Not to make this about one player, but do we really think Adley Rutschman would have been overwhelmed had he played last year? I don’t for a minute. I wholeheartedly believe he was held down for either a) a service time issue OR .. b) the T-word. And now there is talk of holding him back to start the season. Please. He’s the best catcher in the organization. Treat him as such

        Shouldn’t baseball be a meritocracy?

        • Rich Dubroff

          October 22, 2021 at 3:20 pm

          I think Rutschman needed time in the minors because prior to this season he’d played so little. His offensive stats at Bowie were good, but improved at Triple-A. I just don’t think it would have been worth it to bring him at the end of a lost season for a month. You need something to promote to the fans, Ken, and starting him at the beginning of 2022 is a smarter move economically. No, he wouldn’t have been overwhelmed, but bringing him up wouldn’t juice the gate in late 2021 as much as it would in early 2022. The uncertainty about labor also was a powerful incentive to keep him down.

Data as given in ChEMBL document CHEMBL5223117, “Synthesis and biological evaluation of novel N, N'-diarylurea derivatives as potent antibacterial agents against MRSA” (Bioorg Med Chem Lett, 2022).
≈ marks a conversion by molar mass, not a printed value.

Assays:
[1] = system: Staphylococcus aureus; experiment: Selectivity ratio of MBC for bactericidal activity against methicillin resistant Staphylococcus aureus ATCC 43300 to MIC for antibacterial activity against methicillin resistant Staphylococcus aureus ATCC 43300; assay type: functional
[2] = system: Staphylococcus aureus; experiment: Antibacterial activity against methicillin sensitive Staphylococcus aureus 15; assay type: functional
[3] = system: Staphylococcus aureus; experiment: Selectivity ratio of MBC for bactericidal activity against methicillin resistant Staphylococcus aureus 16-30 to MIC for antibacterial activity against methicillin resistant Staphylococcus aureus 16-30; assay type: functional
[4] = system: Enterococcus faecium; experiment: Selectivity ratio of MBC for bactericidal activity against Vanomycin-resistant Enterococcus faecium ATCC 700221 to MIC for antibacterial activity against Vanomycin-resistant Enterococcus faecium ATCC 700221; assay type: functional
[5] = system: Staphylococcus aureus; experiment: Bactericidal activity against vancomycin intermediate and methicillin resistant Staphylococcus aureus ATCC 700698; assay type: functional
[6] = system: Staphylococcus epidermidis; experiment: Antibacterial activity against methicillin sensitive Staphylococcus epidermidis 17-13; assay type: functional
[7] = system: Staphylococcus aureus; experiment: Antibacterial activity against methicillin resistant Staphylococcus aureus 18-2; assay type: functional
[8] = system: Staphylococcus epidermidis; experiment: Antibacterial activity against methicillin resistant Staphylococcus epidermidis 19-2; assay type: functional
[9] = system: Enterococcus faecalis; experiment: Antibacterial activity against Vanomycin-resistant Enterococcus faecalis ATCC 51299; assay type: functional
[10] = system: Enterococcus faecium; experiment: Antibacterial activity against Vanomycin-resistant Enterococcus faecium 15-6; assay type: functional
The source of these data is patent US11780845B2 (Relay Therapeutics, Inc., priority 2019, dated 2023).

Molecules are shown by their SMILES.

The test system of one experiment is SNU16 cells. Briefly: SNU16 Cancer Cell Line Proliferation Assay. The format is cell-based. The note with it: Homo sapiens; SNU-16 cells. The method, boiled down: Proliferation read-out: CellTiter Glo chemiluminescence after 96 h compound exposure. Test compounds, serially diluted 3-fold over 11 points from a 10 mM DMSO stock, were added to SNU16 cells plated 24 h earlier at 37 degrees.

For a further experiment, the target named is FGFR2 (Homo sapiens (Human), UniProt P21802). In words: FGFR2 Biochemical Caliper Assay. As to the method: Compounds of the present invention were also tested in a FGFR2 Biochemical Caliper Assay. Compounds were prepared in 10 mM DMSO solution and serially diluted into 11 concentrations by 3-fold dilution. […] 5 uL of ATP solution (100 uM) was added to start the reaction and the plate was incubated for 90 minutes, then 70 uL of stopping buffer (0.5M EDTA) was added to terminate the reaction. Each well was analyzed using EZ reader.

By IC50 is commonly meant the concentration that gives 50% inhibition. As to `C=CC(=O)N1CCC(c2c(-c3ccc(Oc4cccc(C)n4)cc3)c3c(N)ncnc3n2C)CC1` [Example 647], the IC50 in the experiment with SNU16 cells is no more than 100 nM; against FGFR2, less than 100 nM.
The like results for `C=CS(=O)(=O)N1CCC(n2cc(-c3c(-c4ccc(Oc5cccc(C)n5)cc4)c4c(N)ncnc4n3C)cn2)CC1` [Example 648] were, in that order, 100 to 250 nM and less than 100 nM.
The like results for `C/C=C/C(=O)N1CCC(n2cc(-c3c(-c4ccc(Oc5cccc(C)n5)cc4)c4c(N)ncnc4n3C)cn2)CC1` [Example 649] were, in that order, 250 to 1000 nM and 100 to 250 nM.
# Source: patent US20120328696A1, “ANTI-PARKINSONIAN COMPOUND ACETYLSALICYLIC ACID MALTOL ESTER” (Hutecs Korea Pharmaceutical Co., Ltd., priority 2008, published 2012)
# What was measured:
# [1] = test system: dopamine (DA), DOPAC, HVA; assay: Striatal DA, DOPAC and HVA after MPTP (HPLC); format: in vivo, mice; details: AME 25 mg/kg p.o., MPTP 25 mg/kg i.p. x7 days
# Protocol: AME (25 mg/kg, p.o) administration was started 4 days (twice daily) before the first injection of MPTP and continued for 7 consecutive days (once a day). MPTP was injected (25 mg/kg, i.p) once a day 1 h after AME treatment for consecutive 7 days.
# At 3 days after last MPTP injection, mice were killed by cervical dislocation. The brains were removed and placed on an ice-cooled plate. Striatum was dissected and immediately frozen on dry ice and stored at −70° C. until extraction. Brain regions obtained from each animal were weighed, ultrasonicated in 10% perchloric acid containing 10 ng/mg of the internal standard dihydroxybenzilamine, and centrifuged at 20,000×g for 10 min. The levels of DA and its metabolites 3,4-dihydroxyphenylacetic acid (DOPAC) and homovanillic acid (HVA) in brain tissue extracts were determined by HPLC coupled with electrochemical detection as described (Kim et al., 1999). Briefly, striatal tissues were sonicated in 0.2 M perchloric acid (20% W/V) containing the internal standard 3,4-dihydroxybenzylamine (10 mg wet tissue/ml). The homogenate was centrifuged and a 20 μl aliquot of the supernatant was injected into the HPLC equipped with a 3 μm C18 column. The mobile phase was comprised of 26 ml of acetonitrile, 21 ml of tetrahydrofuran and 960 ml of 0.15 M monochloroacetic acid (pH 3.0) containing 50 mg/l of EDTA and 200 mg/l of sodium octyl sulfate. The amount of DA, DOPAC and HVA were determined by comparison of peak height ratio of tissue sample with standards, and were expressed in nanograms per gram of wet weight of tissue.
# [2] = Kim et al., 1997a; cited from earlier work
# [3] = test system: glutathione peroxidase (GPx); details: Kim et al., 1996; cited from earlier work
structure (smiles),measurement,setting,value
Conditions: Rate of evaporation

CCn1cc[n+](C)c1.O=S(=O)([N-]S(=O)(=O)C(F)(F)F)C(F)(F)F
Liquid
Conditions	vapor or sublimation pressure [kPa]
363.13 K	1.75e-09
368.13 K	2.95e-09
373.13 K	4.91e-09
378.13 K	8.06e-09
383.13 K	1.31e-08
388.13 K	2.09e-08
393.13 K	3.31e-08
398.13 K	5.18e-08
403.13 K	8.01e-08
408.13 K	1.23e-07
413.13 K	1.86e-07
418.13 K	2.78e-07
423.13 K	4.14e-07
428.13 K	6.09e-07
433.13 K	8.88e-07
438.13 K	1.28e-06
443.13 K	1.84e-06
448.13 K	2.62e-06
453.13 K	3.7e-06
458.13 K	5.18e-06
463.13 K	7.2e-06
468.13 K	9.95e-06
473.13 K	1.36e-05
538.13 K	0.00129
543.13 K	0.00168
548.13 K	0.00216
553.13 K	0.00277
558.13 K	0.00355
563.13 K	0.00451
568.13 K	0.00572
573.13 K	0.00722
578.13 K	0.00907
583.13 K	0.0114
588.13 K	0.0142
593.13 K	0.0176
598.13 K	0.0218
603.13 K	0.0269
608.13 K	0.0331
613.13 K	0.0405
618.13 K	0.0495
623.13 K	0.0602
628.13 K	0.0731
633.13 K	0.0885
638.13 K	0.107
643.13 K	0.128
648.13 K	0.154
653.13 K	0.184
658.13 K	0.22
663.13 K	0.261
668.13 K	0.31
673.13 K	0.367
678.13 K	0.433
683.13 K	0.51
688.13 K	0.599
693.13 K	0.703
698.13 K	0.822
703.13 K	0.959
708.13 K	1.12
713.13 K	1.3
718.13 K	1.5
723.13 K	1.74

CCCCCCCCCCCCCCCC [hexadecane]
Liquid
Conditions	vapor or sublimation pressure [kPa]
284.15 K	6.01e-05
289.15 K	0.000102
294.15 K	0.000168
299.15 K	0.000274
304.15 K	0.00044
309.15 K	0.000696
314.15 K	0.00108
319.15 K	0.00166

I think the service time issue will be addressed, and there’s no reason to keep him down in 2022. As Singleton said, the fans have waited long enough.

          • Phil770

            October 22, 2021 at 3:46 pm

            Agree, Rich. Another item to be addressed may be 40 man roster as well as the 26 man active roster. If AR brought up this year, he would be on a 40 man roster and expose a keeper in the system or even added from another club.

        • Phil770

          October 22, 2021 at 3:36 pm

          Yes, it should be, but it isn’t now, primarily because of arbitration rules. Players union insists on guaranteed contracts with no performance criteria of threshholds. CD is a great example of what’s wrong with the system. He was grossly underpaid when he was performing and grossly overpaid when he was longer capable of contributing. Schoop is a good example of arbitration not being a fit for meritocracy. He was making $10M when traded to Milwukee. He performed poorly. Going to arbitration meant the Brewers’ offer would have to be 10M and then, the player could propose a raise and there is a risk it would be selected by the arbitrator. They non tender and he goes to Twins, for $7.5M, he has a decent year, but not enough to warrant a raise. Twins non tender. He then goes to Detroit for $5M – $6M. Twins may have kept him for less than $7.5M. Arb rules prevented it. The pay system needs more than a tweak to service ime, IMHO.